The family of a woman who remains in a coma after giving birth in a Columbia hospital in 2018 has settled a lawsuit against the treating hospital and the University of South Carolina for $2.1 million, her attorneys report.
Eric Bland and Ronnie Richter of Bland Richter in Columbia report that Jodie Roberts had a high-risk pregnancy before being admitted to Prisma Hospital to give birth to her son. She thought she was going to give birth via C-section, but instead the treatment plan directed a natural birth.
Roberts was in labor for 36 hours, during which her blood pressure became “dangerously high” and she suffered from hypoxia, or shortness of breath. Roberts suffered a stroke and was rushed for an emergency C-section to deliver the baby. She went without oxygen for about 18 minutes before she was intubated.
The baby was delivered, but Roberts suffered significant injuries including severe anoxic brain impairment, Bland said. She remained at Prisma hospital for about six months before she was discharged and has remained bedridden and in a coma since. The baby was in an induced coma for about three weeks, and it is too soon to tell whether he will suffer from cognitive defects.
In the lawsuit, Roberts’ guardian and uncle, Burrell Kelly, alleged that the hospital failed to supervise the medical residents from the University of South Carolina who were primarily responsible for treating and monitoring Roberts and failed to alter the medical plan in place to deal with her elevated blood pressure. Bland said the residents at the hospital were scared to change Robert’s medical care plan and there should have been a doctor available to take charge and make that call.
“This tragedy could have been prevented,” Bland said.
Given Roberts’ pre-existing health conditions, such as obesity and diabetes, Prisma knew the risks the pregnancy presented to her, including the risk of a stroke, which heightened the need to monitor and manage her blood pressure, the complaint alleged.
Roberts, now 37, is in a persistent vegetative state and lives with her uncle and grandmother, who provide care for her 24 hours a day, Bland said. She requires a respiratory therapist and an occupational therapist for treatment in the hopes that she will regain some sort of movement in the future, although doctors say that her prognosis is grim.
A life care plan by Sarah Lustig of Mt. Pleasant said that because of the extensive brain injuries, the cost of future health and related costs are more than $20 million, but South Carolina law caps such damages at $1.2 million for each occurrence for charitable and non-profit hospitals. The attorneys said that one of the hardest aspects of the case was trying to get Roberts’ family to understand why the settlement was capped.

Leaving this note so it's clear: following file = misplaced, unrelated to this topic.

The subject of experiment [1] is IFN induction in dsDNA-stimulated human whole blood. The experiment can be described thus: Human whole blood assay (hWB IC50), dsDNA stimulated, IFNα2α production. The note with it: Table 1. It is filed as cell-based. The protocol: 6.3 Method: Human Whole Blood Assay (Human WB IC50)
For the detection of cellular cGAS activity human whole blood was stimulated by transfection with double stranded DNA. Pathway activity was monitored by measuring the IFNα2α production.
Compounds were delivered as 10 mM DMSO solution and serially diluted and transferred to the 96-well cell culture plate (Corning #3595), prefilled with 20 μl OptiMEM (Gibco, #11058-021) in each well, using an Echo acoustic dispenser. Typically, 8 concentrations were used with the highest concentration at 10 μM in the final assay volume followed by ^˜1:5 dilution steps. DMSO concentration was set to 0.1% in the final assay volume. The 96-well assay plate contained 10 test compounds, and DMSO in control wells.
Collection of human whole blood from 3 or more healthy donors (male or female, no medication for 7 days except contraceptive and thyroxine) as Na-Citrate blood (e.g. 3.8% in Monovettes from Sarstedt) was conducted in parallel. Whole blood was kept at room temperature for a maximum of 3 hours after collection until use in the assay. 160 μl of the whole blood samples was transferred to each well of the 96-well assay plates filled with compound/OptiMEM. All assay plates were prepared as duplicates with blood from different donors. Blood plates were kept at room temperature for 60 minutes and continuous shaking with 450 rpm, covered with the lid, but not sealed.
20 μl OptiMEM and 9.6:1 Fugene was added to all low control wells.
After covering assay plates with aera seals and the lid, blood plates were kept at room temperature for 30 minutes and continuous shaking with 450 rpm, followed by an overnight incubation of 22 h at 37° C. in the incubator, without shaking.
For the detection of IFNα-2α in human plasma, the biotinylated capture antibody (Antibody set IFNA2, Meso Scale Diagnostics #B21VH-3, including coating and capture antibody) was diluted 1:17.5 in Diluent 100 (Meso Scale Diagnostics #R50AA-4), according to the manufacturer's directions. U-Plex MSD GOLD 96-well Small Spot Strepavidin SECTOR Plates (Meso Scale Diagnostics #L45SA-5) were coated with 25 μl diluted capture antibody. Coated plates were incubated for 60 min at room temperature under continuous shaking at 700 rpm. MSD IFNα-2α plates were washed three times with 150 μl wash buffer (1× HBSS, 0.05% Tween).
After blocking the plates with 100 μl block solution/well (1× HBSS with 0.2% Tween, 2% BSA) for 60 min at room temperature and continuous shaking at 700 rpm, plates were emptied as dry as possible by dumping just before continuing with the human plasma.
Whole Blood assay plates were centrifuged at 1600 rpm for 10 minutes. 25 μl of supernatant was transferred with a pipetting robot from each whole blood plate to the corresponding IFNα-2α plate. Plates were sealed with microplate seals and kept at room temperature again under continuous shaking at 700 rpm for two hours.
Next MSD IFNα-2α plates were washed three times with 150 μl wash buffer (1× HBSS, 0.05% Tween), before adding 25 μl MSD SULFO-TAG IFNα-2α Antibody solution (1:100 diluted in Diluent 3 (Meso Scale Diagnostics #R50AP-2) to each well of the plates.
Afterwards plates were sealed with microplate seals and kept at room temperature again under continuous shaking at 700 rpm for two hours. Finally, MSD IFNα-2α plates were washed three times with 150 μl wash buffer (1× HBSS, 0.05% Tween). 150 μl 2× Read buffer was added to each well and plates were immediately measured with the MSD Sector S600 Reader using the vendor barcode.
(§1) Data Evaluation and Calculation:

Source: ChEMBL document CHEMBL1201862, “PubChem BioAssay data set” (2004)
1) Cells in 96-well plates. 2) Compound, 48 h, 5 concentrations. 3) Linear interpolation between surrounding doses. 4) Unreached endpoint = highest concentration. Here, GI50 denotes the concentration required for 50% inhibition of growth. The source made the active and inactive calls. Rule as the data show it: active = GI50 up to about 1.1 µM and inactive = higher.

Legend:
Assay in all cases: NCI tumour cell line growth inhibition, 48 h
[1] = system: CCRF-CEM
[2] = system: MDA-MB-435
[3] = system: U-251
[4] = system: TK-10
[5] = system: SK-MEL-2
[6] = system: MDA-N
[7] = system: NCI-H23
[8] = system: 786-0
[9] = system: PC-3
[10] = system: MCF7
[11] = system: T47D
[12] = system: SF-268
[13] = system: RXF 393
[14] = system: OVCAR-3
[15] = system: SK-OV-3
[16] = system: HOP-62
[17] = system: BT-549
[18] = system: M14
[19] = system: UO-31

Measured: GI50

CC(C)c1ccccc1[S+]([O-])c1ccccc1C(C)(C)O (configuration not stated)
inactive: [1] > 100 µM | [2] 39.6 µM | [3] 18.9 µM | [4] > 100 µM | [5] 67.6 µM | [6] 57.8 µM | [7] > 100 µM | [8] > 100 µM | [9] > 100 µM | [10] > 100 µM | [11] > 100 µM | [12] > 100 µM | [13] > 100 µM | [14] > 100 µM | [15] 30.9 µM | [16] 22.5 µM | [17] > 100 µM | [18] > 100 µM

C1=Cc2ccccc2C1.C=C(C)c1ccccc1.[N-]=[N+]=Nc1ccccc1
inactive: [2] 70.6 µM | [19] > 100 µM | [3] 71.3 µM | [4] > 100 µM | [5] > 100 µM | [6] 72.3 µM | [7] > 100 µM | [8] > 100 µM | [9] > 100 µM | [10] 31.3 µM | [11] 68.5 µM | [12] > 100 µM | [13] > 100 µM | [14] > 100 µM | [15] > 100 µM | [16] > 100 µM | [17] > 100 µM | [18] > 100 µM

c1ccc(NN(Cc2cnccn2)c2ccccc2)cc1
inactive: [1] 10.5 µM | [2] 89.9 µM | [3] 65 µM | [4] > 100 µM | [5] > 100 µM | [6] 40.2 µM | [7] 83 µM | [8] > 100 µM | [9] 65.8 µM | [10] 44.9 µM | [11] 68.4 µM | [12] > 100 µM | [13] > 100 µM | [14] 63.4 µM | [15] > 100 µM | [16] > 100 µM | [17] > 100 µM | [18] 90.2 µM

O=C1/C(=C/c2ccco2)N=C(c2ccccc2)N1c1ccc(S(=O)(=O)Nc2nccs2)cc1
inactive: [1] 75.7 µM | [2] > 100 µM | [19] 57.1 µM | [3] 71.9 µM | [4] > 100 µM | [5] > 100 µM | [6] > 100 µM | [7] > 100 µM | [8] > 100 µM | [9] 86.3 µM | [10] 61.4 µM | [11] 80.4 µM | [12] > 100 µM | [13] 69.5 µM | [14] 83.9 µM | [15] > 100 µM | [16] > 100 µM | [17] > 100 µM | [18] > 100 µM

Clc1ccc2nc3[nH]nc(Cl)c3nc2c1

“If this was a private medical provider, then the cap would only have been $1.2 million for pain and suffering, but there would be no cap for the economic damage,” Bland said. “The tort law damages caps are completely arbitrary and there needs to be an exception for cases of catastrophic injuries where there is need for ongoing costly medical treatment.”
The attorneys for the defendants, Murrell Smith of Smith Robinson in Columbia who represented Prisma Hospital, George Beighley of Richardson Plowden in Columbia, who represented the medical residents, and Kay Crowe of Barnes Alford Stork & Johnson in Columbia, who represented the University of South Carolina School of Medicine, could not be reached for comment, but Bland said that they contended that the hospital had followed standard practices of care.
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SETTLEMENT REPORT – MEDICAL MALPRACTICE
Amount: $2.1 million
Injuries alleged: Severe anoxic brain injury resulting in a persistent vegetative state
Case name: Jodie Roberts, by and through her Legal Guardian, Burrell Kelly v. Prisma Health (formerly known as Palmetto Health Richland Memorial Hospital), Prisma Health – University of South Carolina Medical Group (formerly known as Palmetto Health – University of South Carolina Medical Group), Berry Allen Campbell, M.D., Anna Alappat, M.D., Caitlin B. Tidwell, M.D., and John and Jane Doe
Case No.: 2020-CP-4001119
Court: Richland County Circuit Court
Mediator: Karl Folkens of Florence
Date of settlement: Feb. 2
Most helpful experts: Amber Samuel, M.D. of Houston, Texas (maternal-fetal medicine) and Sarah Lustig of Mt. Pleasant (life care planning)
Attorneys for plaintiff: Eric Bland and Ronnie Richter of Bland Richter in Columbia
Attorneys for defendants: Murrell Smith of Smith Robinson in Columbia (Prisma Hospital), George Beighley of Richardson Plowden in Columbia (medical resident defendants) and Kay Crowe of Barnes Alford Stork & Johnson in Columbia (University of South Carolina School of Medicine)